Epilepsy is a serious neurological brain disorder that causes recurring seizures and is common in children with cerebral palsy. There are many types of seizures, and they can range from mild to severe. Typically, anti-epileptic drugs are used as treatment to control seizures.
In this article you can learn more about:
- What is epilepsy and what are the symptoms?
- Different types of seizures
- What is epilepsy caused by?
- Why do people with CP often have epilepsy?
- How is epilepsy treated?
What is epilepsy and what are the symptoms?
Epilepsy is a serious neurological brain disorder that causes recurring seizures. In the US 1 in 26 develop epilepsy in their lifetime. Epilepsy means “seizure disorder”.
Symptoms of epilepsy is a seizure. This is a temporary burst of electrical activity in the brain which either change or disrupt messages sent between the cells in the brain. A seizure typically last from a few seconds to several minutes. When you have a seizure, this can cause different symptoms such as involuntary body movements (Ex. Jerking, shaking, stiffness), changes in sensation, behaviour or awareness. If you experience an event of seizure, it does not necessary mean that you have epilepsy. Seizures can also occur due to a physical cause such as acute medical illness, metabolic cause, fever, trauma or stroke. These are often called “provoked seizures”.
If you have a seizure you will need to see your General Practitioner (GP) who in most cases will refer you for assessment with a neurologist. The specialist will gather information from you to understand more about the situation. It can be questions such as:
- When did the seizure occur?
- What where you doing when it occurred?
- Do you remember what you were feeling just before it happened, during and afterwards?
The neurologist will also conduct scan called electroencephalogram (EEG). It is a pain free test where sensors are attached to the scalp picking up signals produced by the brain.
Different types of seizures
There are different types of seizures, but most people will only have one type. During the assessment the specialist will define what type you have as this influences type of treatment.
Types of seizures:
- Focal seizures
- Generalised seizures
Focal seizures are only affecting one part of your brain, and this means the symptoms will differ depending on where in the brain the seizure occur. Symptoms may be:
- Awareness of what is going on
- Muscle stiffness in limbs or face
- Unusual sensation (smell, vision)
- In some cases, you might get a warning sign before the seizure occurs. It can be loss of awareness or restlessness.
Generalised seizures are affecting your whole brain and often you will experience black out. Symptoms that may be caused
- Rhythmical jerking movements
- Muscles weakness or stiffness
- Brief muscle twitching
- Epileptic spasm, where limbs flexes and extends repeatedly
- Often described as “absent seizures” as you are staring blankly into space and are not aware of your surroundings.
What is epilepsy caused by?
For some people it is uncertain what is the cause of epilepsy and for others the doctor can trace epilepsy directly to:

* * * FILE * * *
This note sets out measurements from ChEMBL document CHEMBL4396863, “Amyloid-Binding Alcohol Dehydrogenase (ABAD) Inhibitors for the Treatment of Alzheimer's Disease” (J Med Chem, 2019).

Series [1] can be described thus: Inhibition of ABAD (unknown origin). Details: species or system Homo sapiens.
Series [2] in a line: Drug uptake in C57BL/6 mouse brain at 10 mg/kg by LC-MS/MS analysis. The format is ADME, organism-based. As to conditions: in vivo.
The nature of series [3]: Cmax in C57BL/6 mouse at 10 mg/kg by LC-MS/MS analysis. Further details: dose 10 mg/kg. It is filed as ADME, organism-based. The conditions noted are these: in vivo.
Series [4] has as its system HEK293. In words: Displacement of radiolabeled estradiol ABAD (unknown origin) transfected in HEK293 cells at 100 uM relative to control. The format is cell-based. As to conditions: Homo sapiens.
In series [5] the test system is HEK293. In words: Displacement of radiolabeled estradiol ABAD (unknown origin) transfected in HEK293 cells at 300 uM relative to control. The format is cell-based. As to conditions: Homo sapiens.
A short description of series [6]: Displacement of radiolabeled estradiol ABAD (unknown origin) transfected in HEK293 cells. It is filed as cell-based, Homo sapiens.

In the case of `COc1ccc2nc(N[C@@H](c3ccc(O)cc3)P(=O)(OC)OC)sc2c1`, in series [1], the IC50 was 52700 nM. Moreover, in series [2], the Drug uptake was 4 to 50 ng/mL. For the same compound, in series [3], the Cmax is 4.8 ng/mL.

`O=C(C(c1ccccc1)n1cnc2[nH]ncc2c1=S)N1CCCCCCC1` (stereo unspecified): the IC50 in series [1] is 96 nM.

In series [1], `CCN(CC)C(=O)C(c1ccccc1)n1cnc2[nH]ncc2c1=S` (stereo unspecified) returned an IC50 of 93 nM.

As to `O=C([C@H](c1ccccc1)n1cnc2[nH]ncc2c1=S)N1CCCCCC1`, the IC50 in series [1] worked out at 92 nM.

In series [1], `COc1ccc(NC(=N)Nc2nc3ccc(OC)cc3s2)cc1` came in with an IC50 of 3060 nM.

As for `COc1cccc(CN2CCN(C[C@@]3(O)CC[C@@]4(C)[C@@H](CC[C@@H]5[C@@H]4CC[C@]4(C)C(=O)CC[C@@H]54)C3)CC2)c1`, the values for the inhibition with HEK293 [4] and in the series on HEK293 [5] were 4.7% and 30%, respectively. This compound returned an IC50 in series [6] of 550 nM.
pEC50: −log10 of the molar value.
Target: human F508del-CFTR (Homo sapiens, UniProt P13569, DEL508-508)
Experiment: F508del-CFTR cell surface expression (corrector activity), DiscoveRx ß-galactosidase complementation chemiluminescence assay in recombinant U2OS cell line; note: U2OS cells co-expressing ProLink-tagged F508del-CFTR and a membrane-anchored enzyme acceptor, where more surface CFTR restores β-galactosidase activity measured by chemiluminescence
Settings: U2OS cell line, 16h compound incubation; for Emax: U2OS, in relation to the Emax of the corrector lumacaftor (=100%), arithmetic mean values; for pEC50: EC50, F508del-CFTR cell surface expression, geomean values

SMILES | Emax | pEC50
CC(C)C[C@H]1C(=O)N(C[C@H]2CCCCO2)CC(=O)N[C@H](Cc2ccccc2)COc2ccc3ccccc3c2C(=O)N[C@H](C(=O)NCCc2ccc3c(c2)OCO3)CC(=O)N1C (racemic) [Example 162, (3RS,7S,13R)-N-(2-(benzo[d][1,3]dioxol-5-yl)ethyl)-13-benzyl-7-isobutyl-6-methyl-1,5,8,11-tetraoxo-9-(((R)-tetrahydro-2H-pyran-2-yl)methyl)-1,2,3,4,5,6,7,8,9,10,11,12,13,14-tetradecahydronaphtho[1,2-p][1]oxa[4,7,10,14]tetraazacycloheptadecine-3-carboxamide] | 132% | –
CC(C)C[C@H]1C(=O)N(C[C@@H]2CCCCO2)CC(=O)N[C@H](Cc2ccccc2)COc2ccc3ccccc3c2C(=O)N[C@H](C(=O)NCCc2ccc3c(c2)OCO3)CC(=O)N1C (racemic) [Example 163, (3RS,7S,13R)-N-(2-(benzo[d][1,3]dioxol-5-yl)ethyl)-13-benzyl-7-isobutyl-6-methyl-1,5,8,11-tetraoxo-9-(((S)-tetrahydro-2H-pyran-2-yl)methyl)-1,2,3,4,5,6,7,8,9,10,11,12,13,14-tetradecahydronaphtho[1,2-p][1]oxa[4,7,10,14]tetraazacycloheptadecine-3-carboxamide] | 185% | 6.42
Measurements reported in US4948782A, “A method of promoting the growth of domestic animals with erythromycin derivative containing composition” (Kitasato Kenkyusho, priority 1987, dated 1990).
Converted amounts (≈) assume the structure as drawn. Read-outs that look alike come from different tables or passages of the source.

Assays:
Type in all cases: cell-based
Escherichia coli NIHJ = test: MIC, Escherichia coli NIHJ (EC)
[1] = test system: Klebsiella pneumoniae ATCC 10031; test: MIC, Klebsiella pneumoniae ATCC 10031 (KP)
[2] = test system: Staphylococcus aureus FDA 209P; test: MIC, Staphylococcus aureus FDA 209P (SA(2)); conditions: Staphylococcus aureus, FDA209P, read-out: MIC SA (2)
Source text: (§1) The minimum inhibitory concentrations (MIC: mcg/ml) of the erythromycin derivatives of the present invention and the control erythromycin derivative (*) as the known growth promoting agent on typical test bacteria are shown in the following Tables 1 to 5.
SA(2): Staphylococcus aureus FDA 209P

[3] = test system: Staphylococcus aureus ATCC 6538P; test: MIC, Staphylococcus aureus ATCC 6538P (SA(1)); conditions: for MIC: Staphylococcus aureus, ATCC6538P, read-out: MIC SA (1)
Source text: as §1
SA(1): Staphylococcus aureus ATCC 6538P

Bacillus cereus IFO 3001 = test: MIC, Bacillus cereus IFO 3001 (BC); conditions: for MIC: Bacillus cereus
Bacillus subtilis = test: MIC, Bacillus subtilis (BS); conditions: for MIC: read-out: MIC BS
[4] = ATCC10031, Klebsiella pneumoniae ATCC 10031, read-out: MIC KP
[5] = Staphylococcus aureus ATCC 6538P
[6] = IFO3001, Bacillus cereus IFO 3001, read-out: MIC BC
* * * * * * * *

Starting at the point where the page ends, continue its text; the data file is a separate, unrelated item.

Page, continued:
- Brain trauma (stroke, tumour, injury, drug abuse)
- Metabolic issues
- Autoimmune disease
Why do children with CP often have epilepsy?
Children with CP have higher risk of getting epilepsy compared to people without CP. The reason is that CP is caused by a brain injury, and brain injuries increase the chance of abnormal nerve activity in the brain. It is indicated that around 30-40% of children with CP will experience co-occurring seizures. The frequency of epilepsy is higher in children with CP who have severer motor dysfunction (GMFCS level IV-V).
How is epilepsy treated?
Type of treatment is depending on the results from the neurological assessment, but in most cases anti-epileptic drugs (AEDs) are tried. In 7 out of 10 people AEDs help to control seizures. The medication changes the levels of chemicals in your brain, but do not cure epilepsy. Different types of drugs can be tested if you do not have the expected effect.
Other treatments can be considered if anti-epileptic drugs are not working. This can be:
Brain surgery where part of your brain is removed. This is only possible if the seizures are caused by a problem in a small part of your brain and there is low risk of causing serious effects.
Vagus nerve stimulation (VNS) is a small electrical device placed under your skin at your chest. A wire connects the electrical device with the vagus nerve in your neck and sends burst of electricity to the nerve. This can in some cases control the seizures.
Ketogenic diet with low carbs and high fat can be tried in cases where children do not respond to anti-epileptic medications. This diet is mainly used in children. The high fat diet is normally not recommended for adults due to risk of serious health conditions such as diabetes and cardiovascular diseases.
- Epilepsy Foundation
- Cerebral Palsy Guidance
- Cerebral Palsy and Epilepsy in Children: Clinical Perspectives on a Common Comorbidity
Rikke Damkjær Moen brings many years of experience as clinical physiotherapist to the Made for Movement team. Her mission is to ensure that everybody, regardless of mobility problems, should be able to experience the joy and health benefits of physical activity. As our Medical Manager, Rikke is passionate about sharing knowledge so that individuals with special needs, families, and clinicians can discover the possibilities and solutions provided by Made for Movement.
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